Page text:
November 12, 2013 / 6:21 pm

Q&A with Nathaniel Rateliff of Night Sweats @ the Bluebird 11/12

Seven-piece soul outfit Nathaniel Rateliff and the Night Sweats will have crowds dancing this Tuesday night with Communion’s return to the Bluebird. We caught up with frontman Nathaniel for a Q&A, in which he reveals his roots, evolution as an artist, the reason why he plays and more. If you’re as big a fan of Sam Cooke as he is, you won’t want to miss him perform at 8 tonight.

 

What kind of impact has the Communion tour had on you thus far?

Well now I’ve been sick for most of the tour. My voice is worn out. I’m just starting to get better. (I’ve had) a few days off and so hopefully it’ll start to be a lot more fun. I feel a lot better than I did.

What kind of an impact have you seen that Communion has had on artists and even you individually?

It’s just helping everybody get out…hopefully more people get to come out and hear you play than normally would.

How does touring with Communion differ from your previous tour with the Lumineers and Dr. Dog?

It’s a different musical project. Some of those were at arenas so the venues are different. It’s all the same in the scheme of touring.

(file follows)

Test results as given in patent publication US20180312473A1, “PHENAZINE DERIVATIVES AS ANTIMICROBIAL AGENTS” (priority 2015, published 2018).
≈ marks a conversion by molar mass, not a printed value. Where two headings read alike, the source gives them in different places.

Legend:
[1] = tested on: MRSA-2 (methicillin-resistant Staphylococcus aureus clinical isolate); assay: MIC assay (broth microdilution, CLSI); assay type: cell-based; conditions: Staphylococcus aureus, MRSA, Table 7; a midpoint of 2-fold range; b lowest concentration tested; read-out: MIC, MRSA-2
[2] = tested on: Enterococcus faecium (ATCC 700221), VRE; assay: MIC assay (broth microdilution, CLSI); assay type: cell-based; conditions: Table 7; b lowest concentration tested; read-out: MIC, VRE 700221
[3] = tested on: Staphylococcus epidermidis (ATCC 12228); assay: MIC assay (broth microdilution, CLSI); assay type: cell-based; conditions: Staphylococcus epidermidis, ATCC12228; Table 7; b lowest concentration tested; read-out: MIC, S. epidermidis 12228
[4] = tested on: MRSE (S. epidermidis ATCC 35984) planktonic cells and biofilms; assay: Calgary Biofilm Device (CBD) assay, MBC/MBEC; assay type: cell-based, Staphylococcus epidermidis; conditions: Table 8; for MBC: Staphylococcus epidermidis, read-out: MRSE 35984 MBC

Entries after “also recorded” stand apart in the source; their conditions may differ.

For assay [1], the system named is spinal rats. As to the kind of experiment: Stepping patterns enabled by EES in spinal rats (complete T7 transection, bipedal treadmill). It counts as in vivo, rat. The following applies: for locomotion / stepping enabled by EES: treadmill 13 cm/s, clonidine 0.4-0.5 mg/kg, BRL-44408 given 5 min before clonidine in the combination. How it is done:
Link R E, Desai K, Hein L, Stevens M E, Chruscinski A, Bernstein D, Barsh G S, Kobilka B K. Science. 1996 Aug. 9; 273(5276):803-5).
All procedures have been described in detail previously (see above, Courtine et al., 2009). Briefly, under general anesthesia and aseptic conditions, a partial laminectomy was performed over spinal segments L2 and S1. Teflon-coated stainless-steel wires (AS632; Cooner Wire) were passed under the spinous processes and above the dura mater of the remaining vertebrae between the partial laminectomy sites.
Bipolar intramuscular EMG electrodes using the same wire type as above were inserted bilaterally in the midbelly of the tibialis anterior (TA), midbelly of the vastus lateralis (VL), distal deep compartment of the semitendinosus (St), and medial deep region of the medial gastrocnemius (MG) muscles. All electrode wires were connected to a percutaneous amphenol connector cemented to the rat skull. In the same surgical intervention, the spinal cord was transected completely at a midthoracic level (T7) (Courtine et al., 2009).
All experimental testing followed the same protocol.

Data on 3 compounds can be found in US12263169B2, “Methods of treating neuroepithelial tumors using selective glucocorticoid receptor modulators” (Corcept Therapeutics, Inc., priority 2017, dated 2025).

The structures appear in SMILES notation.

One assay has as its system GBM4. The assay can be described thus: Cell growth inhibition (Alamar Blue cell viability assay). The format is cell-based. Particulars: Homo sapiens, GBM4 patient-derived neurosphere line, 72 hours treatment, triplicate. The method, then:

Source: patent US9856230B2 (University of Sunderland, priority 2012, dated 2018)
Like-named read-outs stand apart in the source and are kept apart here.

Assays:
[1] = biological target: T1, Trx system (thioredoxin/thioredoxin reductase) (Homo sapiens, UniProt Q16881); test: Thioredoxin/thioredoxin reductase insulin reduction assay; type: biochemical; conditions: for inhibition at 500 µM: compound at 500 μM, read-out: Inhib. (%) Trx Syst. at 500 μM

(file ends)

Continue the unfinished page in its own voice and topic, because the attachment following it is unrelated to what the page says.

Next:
So the question I’d really love to know is…really digging deep, what is the reason you play music?

I play because I feel like I have to…you know, I love doing it. I’ve done it almost all my life. I feel really attached to it. It’s what I enjoy doing more than just about anything.

What do you think it takes for an artist to pursue that ‘need to play’ despite the odds of making it (in the industry)?

I think just doing it because you love it. Sometimes it works out and sometimes it doesn’t.

How does your music with the Night Sweats differ from your solo work?

The solo work is more singer-songwriter paced. It’s developed and changed over the years. That stuff is more really about life and the things I’ve gone through or am going through or people around me. This project is more about havin’ fun. Just dancin’ and singin’ and this is somethin I’ve wanted to do for a really long time. I kinda grew up lovin Sam Cook and all his writing and this project is trying to really tap into that sort of feeling or emotion.

What is your vision as a band? What effect do you guys aim to have on audiences?

Hopefully we’ll just get people dancin’ and havin’ a good time. That’s the goal.

Where do you guys aim to go as a band?

I don’t know. We’ve put out a 7” and hopefully we’ll make a full-length record soon and just continue to tour and see what happens.